Germany, too, which had sent Foreign Minister Heiko Maas (Social Democratic Party) to Beirut shortly after Macron, is calling for “reforms” in Lebanon without naming them specifically. A lot of money from Berlin is flowing into so-called civil society, which, according to all experience from war and crisis zones, tends to promote rather than stop corruption. See revised article on MSanger in 2. Germany is also backing street protests politically, medially and financially, protests that storm ministries and hang politicians in effigy.
Following Maas, David Hale, the former U.S. ambassador to Lebanon, finally left his mark in Beirut in the dust of the ruins. “I am with you. I stand by your side, as do my government and the American people,” declared the U.S. politician during a tour of the Gemmayze district, which was badly damaged.
Imperialists against Hezbollah
Hale, who is now Secretary of State for Political Affairs in the U.S. State Department, proposed that Nawas Salam, Lebanon’s long-standing ambassador to the United Nations, be made the new Prime Minister. The U.S. administration argues that Hezbollah should under no circumstances play any role in Lebanon’s politics. The organization is accused by the USA, Israel, Germany and Saudi Arabia of having turned Lebanon into an Iranian outpost. They try to ignore Hezbollah’s political role and influence in the country.
Hale announced that “at Lebanon’s invitation,” the FBI will land in Beirut to “assist” Lebanese and foreign investigators. The FBI is the central investigative agency of the U.S. government, combining law enforcement and domestic intelligence. Sending the FBI is also a kind of occupation.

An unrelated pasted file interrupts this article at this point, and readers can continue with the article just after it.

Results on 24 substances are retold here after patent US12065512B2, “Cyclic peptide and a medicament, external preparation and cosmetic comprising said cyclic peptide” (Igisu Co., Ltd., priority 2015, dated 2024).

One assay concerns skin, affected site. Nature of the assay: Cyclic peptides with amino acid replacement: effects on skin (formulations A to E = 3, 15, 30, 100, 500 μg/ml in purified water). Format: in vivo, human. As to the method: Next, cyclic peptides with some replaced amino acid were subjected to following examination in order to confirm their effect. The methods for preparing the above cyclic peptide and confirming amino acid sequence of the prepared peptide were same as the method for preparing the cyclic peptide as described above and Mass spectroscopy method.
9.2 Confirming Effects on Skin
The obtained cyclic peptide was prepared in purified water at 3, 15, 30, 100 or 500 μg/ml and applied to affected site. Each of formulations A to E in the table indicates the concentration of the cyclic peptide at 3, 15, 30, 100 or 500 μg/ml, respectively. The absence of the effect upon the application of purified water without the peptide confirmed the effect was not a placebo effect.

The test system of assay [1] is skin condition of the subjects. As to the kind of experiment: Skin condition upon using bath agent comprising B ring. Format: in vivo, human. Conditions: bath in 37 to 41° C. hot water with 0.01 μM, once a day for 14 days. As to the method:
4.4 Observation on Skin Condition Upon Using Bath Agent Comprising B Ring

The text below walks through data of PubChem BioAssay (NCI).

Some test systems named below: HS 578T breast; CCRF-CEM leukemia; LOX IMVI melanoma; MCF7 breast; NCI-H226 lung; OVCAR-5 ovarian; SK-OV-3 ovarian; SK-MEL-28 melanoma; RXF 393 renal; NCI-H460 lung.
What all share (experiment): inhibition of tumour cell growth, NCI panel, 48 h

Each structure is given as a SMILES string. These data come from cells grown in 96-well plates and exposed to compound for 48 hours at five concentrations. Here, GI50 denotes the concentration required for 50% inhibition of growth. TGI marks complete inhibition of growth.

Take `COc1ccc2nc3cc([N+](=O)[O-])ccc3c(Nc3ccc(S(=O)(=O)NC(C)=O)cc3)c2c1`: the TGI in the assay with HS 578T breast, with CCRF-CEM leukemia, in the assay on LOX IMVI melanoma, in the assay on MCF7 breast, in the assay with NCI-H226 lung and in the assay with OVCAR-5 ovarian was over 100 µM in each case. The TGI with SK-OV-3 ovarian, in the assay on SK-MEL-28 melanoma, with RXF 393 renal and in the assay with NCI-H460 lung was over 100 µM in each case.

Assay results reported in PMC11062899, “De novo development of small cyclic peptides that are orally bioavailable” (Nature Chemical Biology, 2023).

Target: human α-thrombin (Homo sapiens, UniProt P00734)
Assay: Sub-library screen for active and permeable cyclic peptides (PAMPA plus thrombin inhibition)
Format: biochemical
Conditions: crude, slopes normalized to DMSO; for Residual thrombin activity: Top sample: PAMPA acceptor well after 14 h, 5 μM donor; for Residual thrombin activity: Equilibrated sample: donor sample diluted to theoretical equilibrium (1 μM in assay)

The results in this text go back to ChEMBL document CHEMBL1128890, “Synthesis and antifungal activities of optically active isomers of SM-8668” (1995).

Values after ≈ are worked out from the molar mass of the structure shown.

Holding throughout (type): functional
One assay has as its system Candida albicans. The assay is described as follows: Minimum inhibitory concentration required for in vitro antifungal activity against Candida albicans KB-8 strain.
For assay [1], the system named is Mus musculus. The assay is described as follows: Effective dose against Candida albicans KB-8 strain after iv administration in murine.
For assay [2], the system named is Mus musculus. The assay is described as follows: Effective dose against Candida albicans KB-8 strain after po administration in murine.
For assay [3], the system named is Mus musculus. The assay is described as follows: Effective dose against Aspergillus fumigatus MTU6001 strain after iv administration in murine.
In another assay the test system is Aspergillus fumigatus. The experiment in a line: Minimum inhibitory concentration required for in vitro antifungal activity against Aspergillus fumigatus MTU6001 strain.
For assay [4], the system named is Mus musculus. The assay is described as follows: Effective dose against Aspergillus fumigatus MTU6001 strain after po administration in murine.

Wait and see
While Western governments are increasing the pressure on Lebanon, Beirut’s Eastern partners are keeping remarkably quiet. Russia, China and Iran have offered and delivered aid and are waiting to see how the Western cockfighting continues.
Tehran’s interests lie in strengthening the country against Western influence and Israeli interests. Iran is strengthened by close cooperation with China. Both countries are preparing a trade and security agreement worth around $460 billion U.S. dollars with a term of 25 years. At the beginning of the year, Iran, China and Russia carried out their first joint maneuver in the Indian Ocean.
Iran and the Levant — the eastern Mediterranean region — play a central role in Beijing’s economic plans for the “New Silk Road” project. The ports of that region, including Beirut, are earmarked for this. At the beginning of July, a Chinese business delegation offered Lebanese Prime Minister Diab support in modernizing the power supply and expanding public infrastructure. The entire package, worth around $12 billion U.S., is to be financed by Beijing and will be repaid over a long period of time once it comes into operation.
Russia is less wealthy than China and is initially locating its interests in Syria — in clear alliance with Iran and China. Moscow sees the U.S. and the EU’s presence in the region as increasing the danger of war and thus as a threat to Russia. For this reason, Moscow presented a security plan for the Gulf region in summer 2019.
According to the Israeli government, the agreement between Israel and the United Arab Emirates now presented by the White House follows a new “doctrine” for the Middle East region: “divide and rule” — the opposite of what Moscow has proposed.